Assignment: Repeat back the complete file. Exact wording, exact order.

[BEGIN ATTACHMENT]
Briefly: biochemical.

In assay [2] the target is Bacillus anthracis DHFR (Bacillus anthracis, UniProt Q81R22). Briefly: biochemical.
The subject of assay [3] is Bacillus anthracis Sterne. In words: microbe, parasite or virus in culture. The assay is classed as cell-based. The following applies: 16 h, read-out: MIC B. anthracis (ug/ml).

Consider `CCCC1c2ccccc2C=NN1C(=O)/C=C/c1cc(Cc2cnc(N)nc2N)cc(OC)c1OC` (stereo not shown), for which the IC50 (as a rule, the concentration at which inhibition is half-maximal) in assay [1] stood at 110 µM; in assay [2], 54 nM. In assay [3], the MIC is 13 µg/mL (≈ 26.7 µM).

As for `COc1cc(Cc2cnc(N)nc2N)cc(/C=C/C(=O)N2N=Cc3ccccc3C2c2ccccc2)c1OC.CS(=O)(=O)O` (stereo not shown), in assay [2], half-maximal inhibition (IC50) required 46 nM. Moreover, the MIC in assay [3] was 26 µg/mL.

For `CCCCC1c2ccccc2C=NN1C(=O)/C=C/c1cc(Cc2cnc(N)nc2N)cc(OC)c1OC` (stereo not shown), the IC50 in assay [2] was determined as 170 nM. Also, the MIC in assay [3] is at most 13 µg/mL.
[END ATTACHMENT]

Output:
Briefly: biochemical.

In assay [2] the target is Bacillus anthracis DHFR (Bacillus anthracis, UniProt Q81R22). Briefly: biochemical.
The subject of assay [3] is Bacillus anthracis Sterne. In words: microbe, parasite or virus in culture. The assay is classed as cell-based. The following applies: 16 h, read-out: MIC B. anthracis (ug/ml).

Consider `CCCC1c2ccccc2C=NN1C(=O)/C=C/c1cc(Cc2cnc(N)nc2N)cc(OC)c1OC` (stereo not shown), for which the IC50 (as a rule, the concentration at which inhibition is half-maximal) in assay [1] stood at 110 µM; in assay [2], 54 nM. In assay [3], the MIC is 13 µg/mL (≈ 26.7 µM).

As for `COc1cc(Cc2cnc(N)nc2N)cc(/C=C/C(=O)N2N=Cc3ccccc3C2c2ccccc2)c1OC.CS(=O)(=O)O` (stereo not shown), in assay [2], half-maximal inhibition (IC50) required 46 nM. Moreover, the MIC in assay [3] was 26 µg/mL.

For `CCCCC1c2ccccc2C=NN1C(=O)/C=C/c1cc(Cc2cnc(N)nc2N)cc(OC)c1OC` (stereo not shown), the IC50 in assay [2] was determined as 170 nM. Also, the MIC in assay [3] is at most 13 µg/mL.